Inflation is a top concern of households, investors, central banks, governments, and companies. The increase in the inflation rate has created havoc in financial markets in 2022.
In our Quarterly Market Commentary and in our semi-annual client clarity sessions, we have, over the last year, pointed out the combination of at least eight factors fueling inflation:
- supply chain disruptions (including those aggravated by the war in Ukraine)
- energy policy
- pent-up demand from the pandemic
- excess cash from years of accommodative monetary policy
- companies having a more difficult time finding, retaining, and collaborating with employees under emerging hybrid and remote work trends
- resilient consumer spending keeping the demand of products and services high
- pandemic related health insurance costs going up in 2020 and 2021
- elevated government spending
Fortunately, our concerns about interest rate increases and inflation, and a slowing economy have led us to put in place a more defensive asset allocation in 2021 for 2022. For instance, we significantly underweighted Europe and Emerging Markets, continued to lower our duration of fixed income securities and emphasized high-quality companies meeting a variety of factor tilts we believe could weather the storm better than others.
Six reasons Inflation May have Peaked
Looking ahead into 2023, we are making additional tweaks aligned with what the weight of evidence is revealing as more likely possibilities for 2023. While we believe it is too early to make a call (or portfolio tweaks) related to inflation, we do see six reasons inflation may have peaked and could decline into 2023. These are among the items we will keep an eye on and potentially utilize to rebalance portfolios in the future:
- The New York Fed measure of global supply chain pressures has peaked and is heading lower (Source: NDR and Bureau of Labor Statistics, Federal Reserve Bank of New York).
- Dwell Times (amount of time sitting) of container ships, trucks and railroad cars have declined (Source NDR and Pacific Merchant Shipping Association).
- Medical Insurance Costs, distorted by the pandemic, are likely set to flatten, or decline as policy prices reset in October 2022 and on (source: NDR).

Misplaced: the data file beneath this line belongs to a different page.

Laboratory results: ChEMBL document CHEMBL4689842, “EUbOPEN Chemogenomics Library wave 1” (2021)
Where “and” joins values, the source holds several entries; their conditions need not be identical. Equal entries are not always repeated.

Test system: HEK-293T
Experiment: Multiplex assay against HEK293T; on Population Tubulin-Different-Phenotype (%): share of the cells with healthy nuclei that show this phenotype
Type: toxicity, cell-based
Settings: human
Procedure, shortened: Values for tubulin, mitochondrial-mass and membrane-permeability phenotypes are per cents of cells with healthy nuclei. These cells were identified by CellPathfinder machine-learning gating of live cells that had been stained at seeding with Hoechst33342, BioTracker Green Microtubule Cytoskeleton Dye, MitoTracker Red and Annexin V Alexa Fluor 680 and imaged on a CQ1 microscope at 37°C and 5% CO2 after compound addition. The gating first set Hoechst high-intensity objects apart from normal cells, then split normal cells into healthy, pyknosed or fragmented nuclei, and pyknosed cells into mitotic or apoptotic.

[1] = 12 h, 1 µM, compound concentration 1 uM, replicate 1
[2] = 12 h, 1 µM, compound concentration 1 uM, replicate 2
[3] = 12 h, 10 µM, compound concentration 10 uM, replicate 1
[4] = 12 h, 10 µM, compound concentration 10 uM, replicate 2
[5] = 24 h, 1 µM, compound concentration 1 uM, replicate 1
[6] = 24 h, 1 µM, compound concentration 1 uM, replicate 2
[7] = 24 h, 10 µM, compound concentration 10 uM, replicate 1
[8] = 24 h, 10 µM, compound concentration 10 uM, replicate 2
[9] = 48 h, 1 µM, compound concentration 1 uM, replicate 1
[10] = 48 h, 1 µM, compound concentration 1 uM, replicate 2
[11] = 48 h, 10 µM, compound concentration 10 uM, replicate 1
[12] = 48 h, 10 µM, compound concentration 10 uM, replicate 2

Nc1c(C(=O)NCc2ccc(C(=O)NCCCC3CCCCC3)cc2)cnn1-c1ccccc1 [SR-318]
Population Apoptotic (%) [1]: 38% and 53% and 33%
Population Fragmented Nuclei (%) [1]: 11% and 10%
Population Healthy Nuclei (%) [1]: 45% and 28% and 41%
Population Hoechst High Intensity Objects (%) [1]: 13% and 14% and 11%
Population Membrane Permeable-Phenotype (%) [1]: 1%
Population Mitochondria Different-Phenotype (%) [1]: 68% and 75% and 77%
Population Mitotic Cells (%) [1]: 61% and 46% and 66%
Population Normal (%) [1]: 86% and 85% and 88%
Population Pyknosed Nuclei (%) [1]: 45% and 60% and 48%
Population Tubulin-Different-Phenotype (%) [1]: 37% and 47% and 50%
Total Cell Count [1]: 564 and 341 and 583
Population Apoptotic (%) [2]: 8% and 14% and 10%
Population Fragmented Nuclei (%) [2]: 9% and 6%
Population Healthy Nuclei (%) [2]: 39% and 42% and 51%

- Crude and Retail Gasoline prices have declined since July 2022 (source Wall Street Journal, U.S. Energy Information Administration).
- The Measure of Common Inflation Expectations (Source: Department of Commerce) indicates that the marketplace continues to have confidence in the Fed that it can and will contain inflation into the future. The Yield Curve also reflects this belief.
- Increases in interest rates (including mortgage rates) across the full spectrum of debt instruments and declines in Leading Economic Indicators (Source: The Conference Board) for the last six months are increasing the chances of a recession in 2023. Historically, higher interest rates and a recession at the same time, reduce inflation. Note: Our current reading is for a mild recession in the U.S. in 2023, a scenario that we believe has already been priced into the stock market.
Soft Landing or Mild, Moderate or Severe Recession?
Last week, we published the post Is an End-of-Year Stock Market Rally in the Cards? The more the market sees signs inflation is peaking and is potentially on the way down as a longer-term trend, the more likely a rally in the stock market will occur and can be sustained. Then, it is likely all about whether a soft landing, mild recession in 2023 (currently our most likely to occur scenario) or a more moderate to severe recession evolves out of the actions to keep the economy from overheating. Stay tuned as we will chime in as the weight of evidence unfolds.
What can You Do Now? How to Select a Financial Advisor Who Can Help You
Our clients are tuned into the various investment management and wealth management actions we have taken and potentially will take as a variety of economic and market indicators inform our decision making. Clearly, we are in a profound time of change that requires wisdom, expertise, discipline, and fortitude. What can you do now? Here’s our best advice to high and ultra-high net worth investors:
- Always make your balance sheet, cash flow and portfolio your friend not your foe. Read up on our Strength Based Wealth Management® (SBWM) discipline for details on this sound approach to volatility and uncertainty. Make certain your high or ultra-high net worth is the advantage in the marketplace that it can be.
- Always protect your lifestyle and confidence with a Lifestyle Protection Analysis®. In short, you can act to stress test your finances and portfolio, in ways that can help you act to improve the Elastic Limit Threshold (amount of financial stress you can withstand) of your wealth. Make certain your high or ultra-high net worth is positioned properly among personal, safety, market, private and aspirational asset classes.
- Always invest in a smart, lean and weight of the evidence way, aligned with your circumstances and risk temperament. Read up on our Evidence Based Investing (EBI) approach for details on what this looks like. Make certain you are taking advantage of gaining access to investment vehicles designed for high and ultra-high net worth investors via highly experienced and capable fiduciary financial advisors.
- Always be in the position to make smart proactive and reactive portfolio management tilts and adjustments in a timely and tax savvy manner. The speed, efficiency, and capability to manage a portfolio prudently is just as important as the knowledge and expertise utilized to make important asset allocation decisions.
For more information on Janiczek Wealth Management, complete our contact form, or call Cathy Wegner, Director of New Client Engagements (email@example.com) at 303-339-4480 .